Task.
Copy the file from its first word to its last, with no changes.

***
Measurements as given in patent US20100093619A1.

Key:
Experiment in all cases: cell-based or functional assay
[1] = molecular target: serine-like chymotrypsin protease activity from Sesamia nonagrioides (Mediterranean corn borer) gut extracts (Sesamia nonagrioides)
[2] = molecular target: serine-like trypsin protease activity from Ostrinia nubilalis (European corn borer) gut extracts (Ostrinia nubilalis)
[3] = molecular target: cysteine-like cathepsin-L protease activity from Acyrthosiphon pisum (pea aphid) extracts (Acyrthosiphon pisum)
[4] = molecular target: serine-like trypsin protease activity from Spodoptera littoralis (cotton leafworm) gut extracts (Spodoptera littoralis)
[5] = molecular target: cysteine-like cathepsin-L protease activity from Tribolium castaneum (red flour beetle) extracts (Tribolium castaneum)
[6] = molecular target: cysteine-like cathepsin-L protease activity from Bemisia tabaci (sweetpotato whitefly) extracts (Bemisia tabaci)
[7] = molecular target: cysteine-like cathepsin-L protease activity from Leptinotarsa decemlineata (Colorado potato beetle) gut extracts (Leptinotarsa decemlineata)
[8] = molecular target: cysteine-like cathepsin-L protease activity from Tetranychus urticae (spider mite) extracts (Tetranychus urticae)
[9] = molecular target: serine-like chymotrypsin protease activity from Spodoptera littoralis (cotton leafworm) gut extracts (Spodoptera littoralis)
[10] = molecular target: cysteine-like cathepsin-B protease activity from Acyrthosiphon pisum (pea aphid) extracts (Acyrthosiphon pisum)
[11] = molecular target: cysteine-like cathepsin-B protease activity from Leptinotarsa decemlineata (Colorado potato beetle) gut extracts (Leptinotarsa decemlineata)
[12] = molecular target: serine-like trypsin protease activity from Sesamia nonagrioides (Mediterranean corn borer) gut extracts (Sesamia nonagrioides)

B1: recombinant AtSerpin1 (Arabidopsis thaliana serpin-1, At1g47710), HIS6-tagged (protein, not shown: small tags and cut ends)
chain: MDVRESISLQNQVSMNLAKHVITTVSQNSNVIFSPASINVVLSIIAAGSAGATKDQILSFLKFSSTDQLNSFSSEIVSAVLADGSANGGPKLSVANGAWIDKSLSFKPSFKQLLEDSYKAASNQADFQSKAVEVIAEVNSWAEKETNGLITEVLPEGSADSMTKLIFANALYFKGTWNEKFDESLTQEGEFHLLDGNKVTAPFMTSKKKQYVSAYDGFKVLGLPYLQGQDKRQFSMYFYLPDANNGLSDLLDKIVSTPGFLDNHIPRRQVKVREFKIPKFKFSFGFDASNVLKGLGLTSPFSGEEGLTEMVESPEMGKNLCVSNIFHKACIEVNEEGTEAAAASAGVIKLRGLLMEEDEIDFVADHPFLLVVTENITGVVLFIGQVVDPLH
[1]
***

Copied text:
Measurements as given in patent US20100093619A1.

Key:
Experiment in all cases: cell-based or functional assay
[1] = molecular target: serine-like chymotrypsin protease activity from Sesamia nonagrioides (Mediterranean corn borer) gut extracts (Sesamia nonagrioides)
[2] = molecular target: serine-like trypsin protease activity from Ostrinia nubilalis (European corn borer) gut extracts (Ostrinia nubilalis)
[3] = molecular target: cysteine-like cathepsin-L protease activity from Acyrthosiphon pisum (pea aphid) extracts (Acyrthosiphon pisum)
[4] = molecular target: serine-like trypsin protease activity from Spodoptera littoralis (cotton leafworm) gut extracts (Spodoptera littoralis)
[5] = molecular target: cysteine-like cathepsin-L protease activity from Tribolium castaneum (red flour beetle) extracts (Tribolium castaneum)
[6] = molecular target: cysteine-like cathepsin-L protease activity from Bemisia tabaci (sweetpotato whitefly) extracts (Bemisia tabaci)
[7] = molecular target: cysteine-like cathepsin-L protease activity from Leptinotarsa decemlineata (Colorado potato beetle) gut extracts (Leptinotarsa decemlineata)
[8] = molecular target: cysteine-like cathepsin-L protease activity from Tetranychus urticae (spider mite) extracts (Tetranychus urticae)
[9] = molecular target: serine-like chymotrypsin protease activity from Spodoptera littoralis (cotton leafworm) gut extracts (Spodoptera littoralis)
[10] = molecular target: cysteine-like cathepsin-B protease activity from Acyrthosiphon pisum (pea aphid) extracts (Acyrthosiphon pisum)
[11] = molecular target: cysteine-like cathepsin-B protease activity from Leptinotarsa decemlineata (Colorado potato beetle) gut extracts (Leptinotarsa decemlineata)
[12] = molecular target: serine-like trypsin protease activity from Sesamia nonagrioides (Mediterranean corn borer) gut extracts (Sesamia nonagrioides)

B1: recombinant AtSerpin1 (Arabidopsis thaliana serpin-1, At1g47710), HIS6-tagged (protein, not shown: small tags and cut ends)
chain: MDVRESISLQNQVSMNLAKHVITTVSQNSNVIFSPASINVVLSIIAAGSAGATKDQILSFLKFSSTDQLNSFSSEIVSAVLADGSANGGPKLSVANGAWIDKSLSFKPSFKQLLEDSYKAASNQADFQSKAVEVIAEVNSWAEKETNGLITEVLPEGSADSMTKLIFANALYFKGTWNEKFDESLTQEGEFHLLDGNKVTAPFMTSKKKQYVSAYDGFKVLGLPYLQGQDKRQFSMYFYLPDANNGLSDLLDKIVSTPGFLDNHIPRRQVKVREFKIPKFKFSFGFDASNVLKGLGLTSPFSGEEGLTEMVESPEMGKNLCVSNIFHKACIEVNEEGTEAAAASAGVIKLRGLLMEEDEIDFVADHPFLLVVTENITGVVLFIGQVVDPLH
[1]